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International Energy Agency Executive Director Fatih Birol (R) says that Turkey can negotiate with Russia to reduce natural gas prices like some EU countries did.

Murat Yetkin

President Tayyip Erdoğan is scheduled to discuss the Syria and Idlib crisis with Russian President Vladimir Putin on 5 March in Moscow. Before this contact, there is more news that the forces affiliated with the Bashar Assad regime were attacking Turkish troops around Idlib, and that a U.S. delegation including the U.N. Permanent Representative Kelly Craft and Syria Envoy James Jeffrey were in Turkey.

Syria is a topic that is of strategic importance for Turkey. Ankara is trying an exit the Syrian quagmire it was dragged into in 2011 with as few causalities and damage as possible.

Turkey has another strategic issue with Russia, at least concerning Turkish citizens. Turkey is largely dependent on Russian natural gas in electricity production, heating, and cooking. Citizens pay skyrocketing bills. The rise in natural gas prices in 2019 alone exceeded 30 percent. The government attributes the increase in natural gas prices to the rise in exchange rates and contracts with Russia, some of which were signed before Erdoğan’s Justice and Development Party (AKP) governments.

However, it seems that there is a way to reduce Turkish natural gas prices: to speak to Russia and renew the contracts. After all, Turkey is among Russia’s biggest and most important customers that it would not want to lose.

Fatih Birol, the Executive Director of the International Energy Agency (IEA), headquartered in Paris, answered YetkinReport’s questions on the issue.

Natural gas is abundant and cheap

Mr. Birol, is the increase in natural gas prices in Turkey due to the increase in the world? Did other developments in Syria, Iran, and the Middle East cause the gas market to contract?
– Natural gas markets in the world are currently experiencing an unprecedented period of abundance. The U.S., Russia, Canada, Qatar, UAE, and Australia are producing and launching large quantities. Currently, natural gas prices in the world have dropped by 60 percent compared to two years ago. There are also Liquified natural gas (LNG) options. It’s getting cheaper in the U.S.; prices are at their lowest level in ten years”.

Coronavirus and natural gas prices

Besides the abundance of supply, are there any other reasons for this decrease in natural gas prices?
– Prices have dropped not only in the U.S. but also in Asia. The driving force of natural gas demand was China. Along with the decline in China’s exports and production due to the coronavirus, demand for natural gas and therefore prices have also decreased. The same is true for oil. Oil prices are at the lowest level in the last decade. This allows oil and gas importing countries to renegotiate long-term contracts with the exporting countries and lower prices. I think all gas importing countries have this opportunity.

Turkey can also renegotiate with Russia

It’s like you just described Turkey’s situation. More than half of Turkey’s natural gas imports that it uses in electricity, heating, and cooking come from Russia. Are there any countries that renegotiated with Russia and reduced the import prices?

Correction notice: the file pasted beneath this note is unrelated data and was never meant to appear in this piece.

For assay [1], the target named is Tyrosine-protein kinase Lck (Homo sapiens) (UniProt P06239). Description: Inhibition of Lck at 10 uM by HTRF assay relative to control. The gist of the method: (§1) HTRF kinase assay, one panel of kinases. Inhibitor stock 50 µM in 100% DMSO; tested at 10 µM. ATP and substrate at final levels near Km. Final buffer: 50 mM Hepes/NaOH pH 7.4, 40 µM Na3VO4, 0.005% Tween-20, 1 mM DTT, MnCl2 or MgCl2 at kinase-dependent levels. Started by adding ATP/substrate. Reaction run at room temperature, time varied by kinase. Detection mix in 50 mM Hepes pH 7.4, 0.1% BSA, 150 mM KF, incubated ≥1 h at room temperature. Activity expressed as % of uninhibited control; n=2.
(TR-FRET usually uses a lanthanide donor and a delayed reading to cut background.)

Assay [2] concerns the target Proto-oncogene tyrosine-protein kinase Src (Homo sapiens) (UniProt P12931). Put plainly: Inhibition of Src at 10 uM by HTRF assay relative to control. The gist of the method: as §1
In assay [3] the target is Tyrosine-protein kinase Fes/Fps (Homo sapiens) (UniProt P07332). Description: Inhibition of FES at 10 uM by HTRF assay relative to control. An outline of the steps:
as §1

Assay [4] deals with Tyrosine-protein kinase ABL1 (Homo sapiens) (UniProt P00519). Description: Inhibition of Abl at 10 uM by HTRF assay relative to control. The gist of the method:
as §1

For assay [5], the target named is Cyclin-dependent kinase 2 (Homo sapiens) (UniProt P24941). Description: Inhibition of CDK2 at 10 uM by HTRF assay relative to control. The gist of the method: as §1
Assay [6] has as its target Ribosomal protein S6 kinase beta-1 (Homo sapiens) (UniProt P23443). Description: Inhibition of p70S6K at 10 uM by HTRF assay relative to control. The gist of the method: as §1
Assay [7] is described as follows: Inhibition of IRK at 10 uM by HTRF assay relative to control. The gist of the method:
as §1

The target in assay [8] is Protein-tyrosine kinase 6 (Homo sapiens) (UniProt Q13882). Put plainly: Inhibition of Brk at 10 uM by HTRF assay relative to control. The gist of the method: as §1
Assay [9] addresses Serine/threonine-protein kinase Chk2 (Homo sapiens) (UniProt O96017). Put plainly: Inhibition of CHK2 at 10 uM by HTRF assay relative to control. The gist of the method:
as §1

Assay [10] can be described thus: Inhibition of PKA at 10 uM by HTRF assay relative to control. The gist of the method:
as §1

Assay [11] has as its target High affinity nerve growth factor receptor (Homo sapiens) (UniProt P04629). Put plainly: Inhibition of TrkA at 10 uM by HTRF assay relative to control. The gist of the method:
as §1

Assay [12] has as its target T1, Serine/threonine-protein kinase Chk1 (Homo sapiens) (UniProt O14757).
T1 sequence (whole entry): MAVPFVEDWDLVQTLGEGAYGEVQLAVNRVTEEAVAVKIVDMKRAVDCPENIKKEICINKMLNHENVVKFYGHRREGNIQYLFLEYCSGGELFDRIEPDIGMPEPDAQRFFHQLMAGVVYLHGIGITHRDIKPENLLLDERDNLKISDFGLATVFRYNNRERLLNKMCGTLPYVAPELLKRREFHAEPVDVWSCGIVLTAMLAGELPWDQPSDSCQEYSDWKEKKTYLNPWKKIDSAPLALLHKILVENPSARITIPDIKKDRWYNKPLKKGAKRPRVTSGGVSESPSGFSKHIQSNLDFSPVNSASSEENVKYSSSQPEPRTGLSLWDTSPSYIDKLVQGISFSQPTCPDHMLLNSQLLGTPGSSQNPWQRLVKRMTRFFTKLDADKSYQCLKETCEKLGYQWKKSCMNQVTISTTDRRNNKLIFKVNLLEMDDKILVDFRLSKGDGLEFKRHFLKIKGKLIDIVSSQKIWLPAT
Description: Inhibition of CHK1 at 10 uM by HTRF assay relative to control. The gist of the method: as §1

– A number of countries within the European Union (EU) saved 8 billion dollars by renewing the contracts with Russia last year [2019]. Germany and Poland are among those. Turkey, like other countries that have long-term natural gas contracts with Russia, can sit around a table with Russia when the contract renewal time comes, negotiate the conditions on the world markets, and reduce the prices. This would have a positive impact on Turkey’s economy.

Natural gas bills

Actually, there is no need to say much. We are going through a period of abundance and cheapness in natural gas and oil in the world, as Fatih Birol, the head of IEA — which regulates the world energy markets — underlines. EU countries, which are richer than Turkey, are renewing their contracts by renegotiating with Russia. Russia, whose main source of income is oil and natural gas exports, lowers the prices in order not to lose its customers. Therefore, the administrations of those countries reduce their heating and electricity prices, thus relaxing their citizens and strengthening their economies. The natural gas bills in Turkey are among the most serious problems of low-income citizens and industrialists alike.

The domestic energy lobbies?

Does the Erdoğan government have an initiative with Russia in reducing natural gas prices, that hasn’t been announced to the public yet? What are the results, if any? For example, have the purchase prices from Russia been lowered already, though they haven’t been reflected in the public sales prices? If there was no interference, why not? How long will this interdependent relationship, which gives Russia more advantages, continue to work against the citizens? I wonder if it’s the domestic energy lobbies that do not want prices to fall for more profit. Behold the energy companies close to most governments, who will object to the fact that if prices drop, we will have to sell gas and electricity cheaper. All kinds of things come to mind.

Now Syria and security problems are at the forefront. But this issue should come up on the agenda. Erdoğan should discuss the natural gas trade with Putin, whom he calls “my friend,” decrease the prices, and reflect this as a price reduction to the public. Such a move is necessary considering the interests of the country and the people.